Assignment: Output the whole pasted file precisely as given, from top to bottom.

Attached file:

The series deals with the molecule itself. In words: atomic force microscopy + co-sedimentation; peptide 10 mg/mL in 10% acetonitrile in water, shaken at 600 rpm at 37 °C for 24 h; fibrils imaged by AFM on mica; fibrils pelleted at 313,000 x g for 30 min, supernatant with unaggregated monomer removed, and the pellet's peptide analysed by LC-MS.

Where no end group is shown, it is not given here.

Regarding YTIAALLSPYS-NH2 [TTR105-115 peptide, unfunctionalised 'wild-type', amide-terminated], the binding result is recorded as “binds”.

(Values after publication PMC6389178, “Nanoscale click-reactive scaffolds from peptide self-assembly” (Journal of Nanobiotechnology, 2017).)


The series deals with the molecule itself. In words: atomic force microscopy + co-sedimentation; peptide 10 mg/mL in 10% acetonitrile in water, shaken at 600 rpm at 37 °C for 24 h; fibrils imaged by AFM on mica; fibrils pelleted at 313,000 x g for 30 min, supernatant with unaggregated monomer removed, and the pellet's peptide analysed by LC-MS.

Where no end group is shown, it is not given here.

Regarding YTIAALLSPYS-NH2 [TTR105-115 peptide, unfunctionalised 'wild-type', amide-terminated], the binding result is recorded as “binds”.

(Values after publication PMC6389178, “Nanoscale click-reactive scaffolds from peptide self-assembly” (Journal of Nanobiotechnology, 2017).)